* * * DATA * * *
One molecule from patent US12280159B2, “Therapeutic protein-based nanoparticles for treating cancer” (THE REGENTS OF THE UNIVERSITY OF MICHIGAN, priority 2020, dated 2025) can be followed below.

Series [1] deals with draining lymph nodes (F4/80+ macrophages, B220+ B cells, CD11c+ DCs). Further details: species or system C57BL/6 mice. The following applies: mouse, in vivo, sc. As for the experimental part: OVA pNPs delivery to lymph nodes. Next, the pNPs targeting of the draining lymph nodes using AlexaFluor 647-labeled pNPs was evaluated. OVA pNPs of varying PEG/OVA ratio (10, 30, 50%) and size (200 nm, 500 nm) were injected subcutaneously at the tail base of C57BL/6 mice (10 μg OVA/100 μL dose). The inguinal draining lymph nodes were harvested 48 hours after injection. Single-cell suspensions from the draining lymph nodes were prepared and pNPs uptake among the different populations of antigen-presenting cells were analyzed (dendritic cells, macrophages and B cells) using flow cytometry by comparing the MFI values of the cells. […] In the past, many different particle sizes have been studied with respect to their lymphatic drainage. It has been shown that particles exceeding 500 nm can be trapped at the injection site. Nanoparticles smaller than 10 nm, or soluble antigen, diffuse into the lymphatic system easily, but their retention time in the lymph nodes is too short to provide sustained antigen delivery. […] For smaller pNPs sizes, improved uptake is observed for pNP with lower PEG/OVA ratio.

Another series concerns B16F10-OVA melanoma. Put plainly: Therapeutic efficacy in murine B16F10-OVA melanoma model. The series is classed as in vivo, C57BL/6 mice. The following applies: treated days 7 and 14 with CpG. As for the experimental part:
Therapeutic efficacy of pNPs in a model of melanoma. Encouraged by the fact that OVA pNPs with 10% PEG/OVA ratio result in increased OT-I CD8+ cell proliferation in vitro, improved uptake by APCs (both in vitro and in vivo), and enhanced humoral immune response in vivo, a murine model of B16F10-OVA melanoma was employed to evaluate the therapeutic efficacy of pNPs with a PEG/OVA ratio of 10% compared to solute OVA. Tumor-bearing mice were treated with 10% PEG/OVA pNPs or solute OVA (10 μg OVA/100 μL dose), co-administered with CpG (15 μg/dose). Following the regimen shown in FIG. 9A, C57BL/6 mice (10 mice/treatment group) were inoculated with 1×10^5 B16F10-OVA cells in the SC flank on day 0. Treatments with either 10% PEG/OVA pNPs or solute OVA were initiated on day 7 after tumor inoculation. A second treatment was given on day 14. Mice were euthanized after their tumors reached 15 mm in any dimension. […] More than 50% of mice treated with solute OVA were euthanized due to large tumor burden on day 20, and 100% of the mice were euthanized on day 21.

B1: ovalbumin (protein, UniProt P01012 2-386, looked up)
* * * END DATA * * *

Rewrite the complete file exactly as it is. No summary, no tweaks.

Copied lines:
One molecule from patent US12280159B2, “Therapeutic protein-based nanoparticles for treating cancer” (THE REGENTS OF THE UNIVERSITY OF MICHIGAN, priority 2020, dated 2025) can be followed below.

Series [1] deals with draining lymph nodes (F4/80+ macrophages, B220+ B cells, CD11c+ DCs). Further details: species or system C57BL/6 mice. The following applies: mouse, in vivo, sc. As for the experimental part: OVA pNPs delivery to lymph nodes. Next, the pNPs targeting of the draining lymph nodes using AlexaFluor 647-labeled pNPs was evaluated. OVA pNPs of varying PEG/OVA ratio (10, 30, 50%) and size (200 nm, 500 nm) were injected subcutaneously at the tail base of C57BL/6 mice (10 μg OVA/100 μL dose). The inguinal draining lymph nodes were harvested 48 hours after injection. Single-cell suspensions from the draining lymph nodes were prepared and pNPs uptake among the different populations of antigen-presenting cells were analyzed (dendritic cells, macrophages and B cells) using flow cytometry by comparing the MFI values of the cells. […] In the past, many different particle sizes have been studied with respect to their lymphatic drainage. It has been shown that particles exceeding 500 nm can be trapped at the injection site. Nanoparticles smaller than 10 nm, or soluble antigen, diffuse into the lymphatic system easily, but their retention time in the lymph nodes is too short to provide sustained antigen delivery. […] For smaller pNPs sizes, improved uptake is observed for pNP with lower PEG/OVA ratio.

Another series concerns B16F10-OVA melanoma. Put plainly: Therapeutic efficacy in murine B16F10-OVA melanoma model. The series is classed as in vivo, C57BL/6 mice. The following applies: treated days 7 and 14 with CpG. As for the experimental part:
Therapeutic efficacy of pNPs in a model of melanoma. Encouraged by the fact that OVA pNPs with 10% PEG/OVA ratio result in increased OT-I CD8+ cell proliferation in vitro, improved uptake by APCs (both in vitro and in vivo), and enhanced humoral immune response in vivo, a murine model of B16F10-OVA melanoma was employed to evaluate the therapeutic efficacy of pNPs with a PEG/OVA ratio of 10% compared to solute OVA. Tumor-bearing mice were treated with 10% PEG/OVA pNPs or solute OVA (10 μg OVA/100 μL dose), co-administered with CpG (15 μg/dose). Following the regimen shown in FIG. 9A, C57BL/6 mice (10 mice/treatment group) were inoculated with 1×10^5 B16F10-OVA cells in the SC flank on day 0. Treatments with either 10% PEG/OVA pNPs or solute OVA were initiated on day 7 after tumor inoculation. A second treatment was given on day 14. Mice were euthanized after their tumors reached 15 mm in any dimension. […] More than 50% of mice treated with solute OVA were euthanized due to large tumor burden on day 20, and 100% of the mice were euthanized on day 21.

B1: ovalbumin (protein, UniProt P01012 2-386, looked up)